It must be quite tiring having to live up to the uber-seriousness of the Premier League week in, week out, so Junior Hoilett used his international break to have some fun with Canada.
Being embroiled in a relegation battle with Cardiff City while Neil Warnock barks into your ear doesn’t sound like the happiest of workplaces, and earlier this month there were suggestions of a ‘split’ in the Bluebirds’ camp – albeit rumours which both Hoilett and Warnock denied in the wake of their victory over West Ham.
Even so, a chance for Hoilett to freshen up his surroundings away from the pressures of scrambling out of the relegation zone was probably welcome.
It’s now been a decade since the forward made his Premier League debut for Blackburn Rovers, quickly becoming a hot prospect who was linked with moves to Arsenal, Tottenham, Liverpool and Bayern Munich.
But it took until 2015 before the Ontario-born attacker committed his international allegiance to Canada, having also been eligible for Jamaica and expressing an interest in representing England.
While he has just 21 caps to his name, as the only Premier League player in the Canada squad, Hoilett is considered a senior member of the side and is expected to lead a young group of players featuring Bayern Munich sensation Alphonso Davies.
Canada boss John Herdman recently praised Hoilett for going “in deep” with the squad and “driving the culture” within the set-up, while the 28-year-old described himself as a “veteran”.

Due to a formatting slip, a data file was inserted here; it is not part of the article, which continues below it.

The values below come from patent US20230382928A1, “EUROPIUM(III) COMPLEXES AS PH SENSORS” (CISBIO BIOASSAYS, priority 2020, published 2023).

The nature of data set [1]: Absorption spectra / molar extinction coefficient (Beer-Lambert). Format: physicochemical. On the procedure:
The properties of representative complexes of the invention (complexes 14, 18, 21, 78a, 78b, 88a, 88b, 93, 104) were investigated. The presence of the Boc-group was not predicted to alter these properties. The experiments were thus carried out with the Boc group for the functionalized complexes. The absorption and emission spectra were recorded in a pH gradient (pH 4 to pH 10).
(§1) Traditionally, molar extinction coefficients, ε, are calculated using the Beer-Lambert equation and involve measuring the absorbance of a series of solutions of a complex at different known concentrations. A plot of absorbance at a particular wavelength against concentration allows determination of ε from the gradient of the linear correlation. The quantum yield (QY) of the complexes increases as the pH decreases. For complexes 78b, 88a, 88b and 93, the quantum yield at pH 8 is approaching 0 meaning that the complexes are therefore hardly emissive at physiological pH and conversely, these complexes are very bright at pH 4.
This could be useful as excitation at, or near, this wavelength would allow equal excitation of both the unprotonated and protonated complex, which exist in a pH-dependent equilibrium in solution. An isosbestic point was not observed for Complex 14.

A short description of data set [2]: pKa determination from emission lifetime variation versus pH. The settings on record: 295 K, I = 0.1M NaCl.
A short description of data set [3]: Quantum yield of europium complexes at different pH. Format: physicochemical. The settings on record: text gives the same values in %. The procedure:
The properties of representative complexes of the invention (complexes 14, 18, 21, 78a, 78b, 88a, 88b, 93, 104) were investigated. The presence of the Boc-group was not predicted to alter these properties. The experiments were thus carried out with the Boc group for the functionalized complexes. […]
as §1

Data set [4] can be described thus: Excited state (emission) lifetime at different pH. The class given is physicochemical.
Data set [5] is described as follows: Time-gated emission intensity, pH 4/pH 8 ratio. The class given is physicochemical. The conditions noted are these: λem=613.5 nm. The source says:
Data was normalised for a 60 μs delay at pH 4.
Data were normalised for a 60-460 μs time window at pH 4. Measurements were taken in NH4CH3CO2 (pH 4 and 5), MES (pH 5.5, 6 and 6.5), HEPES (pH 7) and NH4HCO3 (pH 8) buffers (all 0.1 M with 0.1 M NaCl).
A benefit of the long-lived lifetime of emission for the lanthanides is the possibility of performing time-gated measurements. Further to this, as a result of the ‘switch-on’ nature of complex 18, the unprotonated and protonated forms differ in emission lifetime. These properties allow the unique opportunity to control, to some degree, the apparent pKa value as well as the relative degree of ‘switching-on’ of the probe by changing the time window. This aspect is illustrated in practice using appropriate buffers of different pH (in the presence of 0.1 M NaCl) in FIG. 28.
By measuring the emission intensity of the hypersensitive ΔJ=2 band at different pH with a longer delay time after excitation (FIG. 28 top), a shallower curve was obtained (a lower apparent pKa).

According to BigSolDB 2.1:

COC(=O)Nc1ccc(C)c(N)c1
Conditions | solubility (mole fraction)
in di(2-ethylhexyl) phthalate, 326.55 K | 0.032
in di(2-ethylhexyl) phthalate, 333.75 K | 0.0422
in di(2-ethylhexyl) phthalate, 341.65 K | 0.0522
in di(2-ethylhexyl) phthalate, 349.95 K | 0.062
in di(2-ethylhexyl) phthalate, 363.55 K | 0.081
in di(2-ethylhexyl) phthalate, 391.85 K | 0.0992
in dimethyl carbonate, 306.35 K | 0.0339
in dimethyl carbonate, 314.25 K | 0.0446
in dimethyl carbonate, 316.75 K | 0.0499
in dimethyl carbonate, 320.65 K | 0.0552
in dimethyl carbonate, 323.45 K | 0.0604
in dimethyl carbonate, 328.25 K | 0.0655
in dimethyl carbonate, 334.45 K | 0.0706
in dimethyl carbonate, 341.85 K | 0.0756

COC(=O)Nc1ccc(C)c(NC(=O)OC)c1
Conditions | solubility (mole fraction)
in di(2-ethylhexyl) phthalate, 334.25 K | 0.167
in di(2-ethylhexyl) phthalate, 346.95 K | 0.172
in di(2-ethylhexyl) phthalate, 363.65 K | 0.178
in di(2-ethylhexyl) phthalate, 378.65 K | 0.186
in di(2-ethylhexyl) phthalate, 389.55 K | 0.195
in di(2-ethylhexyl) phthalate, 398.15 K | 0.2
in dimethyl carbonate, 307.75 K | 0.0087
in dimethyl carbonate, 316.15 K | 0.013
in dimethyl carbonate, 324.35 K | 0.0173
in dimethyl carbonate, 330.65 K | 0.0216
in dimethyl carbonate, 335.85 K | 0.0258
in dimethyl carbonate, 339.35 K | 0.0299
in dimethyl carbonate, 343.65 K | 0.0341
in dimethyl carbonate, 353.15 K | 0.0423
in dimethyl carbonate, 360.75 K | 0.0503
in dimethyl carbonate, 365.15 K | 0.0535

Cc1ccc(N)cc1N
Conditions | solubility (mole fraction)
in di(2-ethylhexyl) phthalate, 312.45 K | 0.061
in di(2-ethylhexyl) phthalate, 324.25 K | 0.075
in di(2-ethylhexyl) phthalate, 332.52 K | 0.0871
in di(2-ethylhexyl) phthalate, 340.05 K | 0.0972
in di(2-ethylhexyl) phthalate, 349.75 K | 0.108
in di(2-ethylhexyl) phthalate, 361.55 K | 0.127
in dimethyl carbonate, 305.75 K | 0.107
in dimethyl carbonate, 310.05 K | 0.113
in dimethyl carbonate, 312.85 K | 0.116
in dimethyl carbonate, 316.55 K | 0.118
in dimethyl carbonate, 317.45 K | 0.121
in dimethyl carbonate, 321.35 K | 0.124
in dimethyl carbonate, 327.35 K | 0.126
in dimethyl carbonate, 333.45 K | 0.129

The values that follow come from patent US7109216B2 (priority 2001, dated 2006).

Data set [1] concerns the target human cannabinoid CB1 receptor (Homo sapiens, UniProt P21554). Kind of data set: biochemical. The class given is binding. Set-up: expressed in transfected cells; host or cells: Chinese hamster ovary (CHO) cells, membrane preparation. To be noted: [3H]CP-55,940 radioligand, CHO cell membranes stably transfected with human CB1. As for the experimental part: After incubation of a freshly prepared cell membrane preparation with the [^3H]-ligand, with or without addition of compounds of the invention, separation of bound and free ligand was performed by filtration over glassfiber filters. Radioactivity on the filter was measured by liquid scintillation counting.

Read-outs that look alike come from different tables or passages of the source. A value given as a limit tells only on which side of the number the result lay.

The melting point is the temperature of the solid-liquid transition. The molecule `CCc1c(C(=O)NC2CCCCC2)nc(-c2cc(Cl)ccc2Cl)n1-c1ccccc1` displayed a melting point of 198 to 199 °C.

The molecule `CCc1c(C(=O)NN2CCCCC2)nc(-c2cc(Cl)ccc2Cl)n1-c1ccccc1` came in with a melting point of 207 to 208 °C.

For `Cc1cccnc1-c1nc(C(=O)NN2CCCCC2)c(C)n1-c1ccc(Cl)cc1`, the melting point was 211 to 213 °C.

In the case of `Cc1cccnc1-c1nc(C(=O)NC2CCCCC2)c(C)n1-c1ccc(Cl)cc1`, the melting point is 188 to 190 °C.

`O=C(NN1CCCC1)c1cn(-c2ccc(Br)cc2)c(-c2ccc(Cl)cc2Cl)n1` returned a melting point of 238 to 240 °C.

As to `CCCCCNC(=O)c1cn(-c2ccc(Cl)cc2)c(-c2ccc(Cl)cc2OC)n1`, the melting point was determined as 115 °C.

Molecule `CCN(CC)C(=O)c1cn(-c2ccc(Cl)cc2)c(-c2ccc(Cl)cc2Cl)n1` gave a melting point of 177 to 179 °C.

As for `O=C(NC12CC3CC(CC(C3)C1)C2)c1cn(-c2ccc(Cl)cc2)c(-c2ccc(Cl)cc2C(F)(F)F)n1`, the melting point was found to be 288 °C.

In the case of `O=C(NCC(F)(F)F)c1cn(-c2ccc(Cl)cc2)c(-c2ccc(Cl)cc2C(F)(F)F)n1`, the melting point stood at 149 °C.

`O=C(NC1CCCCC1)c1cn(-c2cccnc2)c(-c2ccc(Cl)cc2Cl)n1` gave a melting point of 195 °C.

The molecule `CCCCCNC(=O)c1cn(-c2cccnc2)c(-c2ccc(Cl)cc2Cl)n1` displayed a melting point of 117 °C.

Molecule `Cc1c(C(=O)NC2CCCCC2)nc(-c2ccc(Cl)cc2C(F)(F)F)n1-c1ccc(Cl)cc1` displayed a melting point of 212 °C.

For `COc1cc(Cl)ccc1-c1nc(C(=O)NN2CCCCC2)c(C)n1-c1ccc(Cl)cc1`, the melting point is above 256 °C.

And so what did he do with qualification for the Concacaf Nations League and 2019 Gold Cup on the line against French Guiana at the weekend? He completely took the piss, that’s what he did.
While there are obvious echoes to Dean Saunders’ goal for Sheffield United against Port Vale in throwing the ball against another player as an improvised one-two, Saunders did so against goalkeeper Paul Musselwhite knowing there was nobody else between himself and the net.
Hoilett, on the other hand, can see two banks of four and a covering No.10 plus a goalkeeper in his way. With 10 minutes on the clock and Canada still level against a side unranked by FIFA, it’s as clear a ‘f*ck this’ you’re ever likely to see on a football field.
In the build-up to the fixture, Hoilett, presumably trying to keep a straight face, told Har Journalist, “It’s not going to walk in the park,” before proceeding to score the kind of goal only a giddy schoolkid in a playground would attempt.
It’s worth remembering that football sometimes is a walk in the park. Hoilett’s unique brand of leadership could be to remind everyone of that.